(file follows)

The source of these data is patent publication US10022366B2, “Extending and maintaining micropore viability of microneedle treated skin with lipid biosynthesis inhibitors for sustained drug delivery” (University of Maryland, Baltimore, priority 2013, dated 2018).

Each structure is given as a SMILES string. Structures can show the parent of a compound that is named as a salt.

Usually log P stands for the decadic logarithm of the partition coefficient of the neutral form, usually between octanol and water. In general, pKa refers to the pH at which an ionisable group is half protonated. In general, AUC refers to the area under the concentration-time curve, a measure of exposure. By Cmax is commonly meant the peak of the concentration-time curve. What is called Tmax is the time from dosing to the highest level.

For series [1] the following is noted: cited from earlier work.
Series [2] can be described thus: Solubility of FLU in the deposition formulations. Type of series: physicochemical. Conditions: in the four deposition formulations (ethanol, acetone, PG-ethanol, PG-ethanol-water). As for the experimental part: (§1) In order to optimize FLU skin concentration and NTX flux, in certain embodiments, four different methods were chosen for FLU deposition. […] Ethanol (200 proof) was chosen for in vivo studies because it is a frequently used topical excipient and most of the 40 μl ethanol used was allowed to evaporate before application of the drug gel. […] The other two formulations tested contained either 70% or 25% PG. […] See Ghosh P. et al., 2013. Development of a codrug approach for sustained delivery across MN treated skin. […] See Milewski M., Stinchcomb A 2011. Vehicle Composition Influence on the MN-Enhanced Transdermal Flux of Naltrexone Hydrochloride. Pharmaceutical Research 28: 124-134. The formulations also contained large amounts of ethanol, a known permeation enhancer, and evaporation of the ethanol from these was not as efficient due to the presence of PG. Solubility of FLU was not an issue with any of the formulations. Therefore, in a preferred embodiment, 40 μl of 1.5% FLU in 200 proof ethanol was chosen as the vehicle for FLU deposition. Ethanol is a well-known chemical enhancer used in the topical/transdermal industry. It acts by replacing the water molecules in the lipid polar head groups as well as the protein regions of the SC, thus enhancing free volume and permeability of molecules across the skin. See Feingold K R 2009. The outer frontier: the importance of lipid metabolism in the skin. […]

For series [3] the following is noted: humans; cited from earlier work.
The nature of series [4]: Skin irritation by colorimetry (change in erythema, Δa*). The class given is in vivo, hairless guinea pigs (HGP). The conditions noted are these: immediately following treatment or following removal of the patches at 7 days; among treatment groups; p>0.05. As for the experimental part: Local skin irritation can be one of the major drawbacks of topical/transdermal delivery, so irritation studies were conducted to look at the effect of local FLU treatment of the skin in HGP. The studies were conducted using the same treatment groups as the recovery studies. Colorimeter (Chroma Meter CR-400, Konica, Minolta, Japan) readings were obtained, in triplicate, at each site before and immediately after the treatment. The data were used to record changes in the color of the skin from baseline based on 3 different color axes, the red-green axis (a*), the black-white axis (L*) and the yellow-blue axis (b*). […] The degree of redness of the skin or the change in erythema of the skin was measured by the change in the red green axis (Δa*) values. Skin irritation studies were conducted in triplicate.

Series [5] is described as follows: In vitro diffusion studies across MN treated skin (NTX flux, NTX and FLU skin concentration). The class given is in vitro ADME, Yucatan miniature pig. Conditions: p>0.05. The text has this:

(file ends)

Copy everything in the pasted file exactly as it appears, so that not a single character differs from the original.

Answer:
The source of these data is patent publication US10022366B2, “Extending and maintaining micropore viability of microneedle treated skin with lipid biosynthesis inhibitors for sustained drug delivery” (University of Maryland, Baltimore, priority 2013, dated 2018).

Each structure is given as a SMILES string. Structures can show the parent of a compound that is named as a salt.

Usually log P stands for the decadic logarithm of the partition coefficient of the neutral form, usually between octanol and water. In general, pKa refers to the pH at which an ionisable group is half protonated. In general, AUC refers to the area under the concentration-time curve, a measure of exposure. By Cmax is commonly meant the peak of the concentration-time curve. What is called Tmax is the time from dosing to the highest level.

For series [1] the following is noted: cited from earlier work.
Series [2] can be described thus: Solubility of FLU in the deposition formulations. Type of series: physicochemical. Conditions: in the four deposition formulations (ethanol, acetone, PG-ethanol, PG-ethanol-water). As for the experimental part: (§1) In order to optimize FLU skin concentration and NTX flux, in certain embodiments, four different methods were chosen for FLU deposition. […] Ethanol (200 proof) was chosen for in vivo studies because it is a frequently used topical excipient and most of the 40 μl ethanol used was allowed to evaporate before application of the drug gel. […] The other two formulations tested contained either 70% or 25% PG. […] See Ghosh P. et al., 2013. Development of a codrug approach for sustained delivery across MN treated skin. […] See Milewski M., Stinchcomb A 2011. Vehicle Composition Influence on the MN-Enhanced Transdermal Flux of Naltrexone Hydrochloride. Pharmaceutical Research 28: 124-134. The formulations also contained large amounts of ethanol, a known permeation enhancer, and evaporation of the ethanol from these was not as efficient due to the presence of PG. Solubility of FLU was not an issue with any of the formulations. Therefore, in a preferred embodiment, 40 μl of 1.5% FLU in 200 proof ethanol was chosen as the vehicle for FLU deposition. Ethanol is a well-known chemical enhancer used in the topical/transdermal industry. It acts by replacing the water molecules in the lipid polar head groups as well as the protein regions of the SC, thus enhancing free volume and permeability of molecules across the skin. See Feingold K R 2009. The outer frontier: the importance of lipid metabolism in the skin. […]

For series [3] the following is noted: humans; cited from earlier work.
The nature of series [4]: Skin irritation by colorimetry (change in erythema, Δa*). The class given is in vivo, hairless guinea pigs (HGP). The conditions noted are these: immediately following treatment or following removal of the patches at 7 days; among treatment groups; p>0.05. As for the experimental part: Local skin irritation can be one of the major drawbacks of topical/transdermal delivery, so irritation studies were conducted to look at the effect of local FLU treatment of the skin in HGP. The studies were conducted using the same treatment groups as the recovery studies. Colorimeter (Chroma Meter CR-400, Konica, Minolta, Japan) readings were obtained, in triplicate, at each site before and immediately after the treatment. The data were used to record changes in the color of the skin from baseline based on 3 different color axes, the red-green axis (a*), the black-white axis (L*) and the yellow-blue axis (b*). […] The degree of redness of the skin or the change in erythema of the skin was measured by the change in the red green axis (Δa*) values. Skin irritation studies were conducted in triplicate.

Series [5] is described as follows: In vitro diffusion studies across MN treated skin (NTX flux, NTX and FLU skin concentration). The class given is in vitro ADME, Yucatan miniature pig. Conditions: p>0.05. The text has this: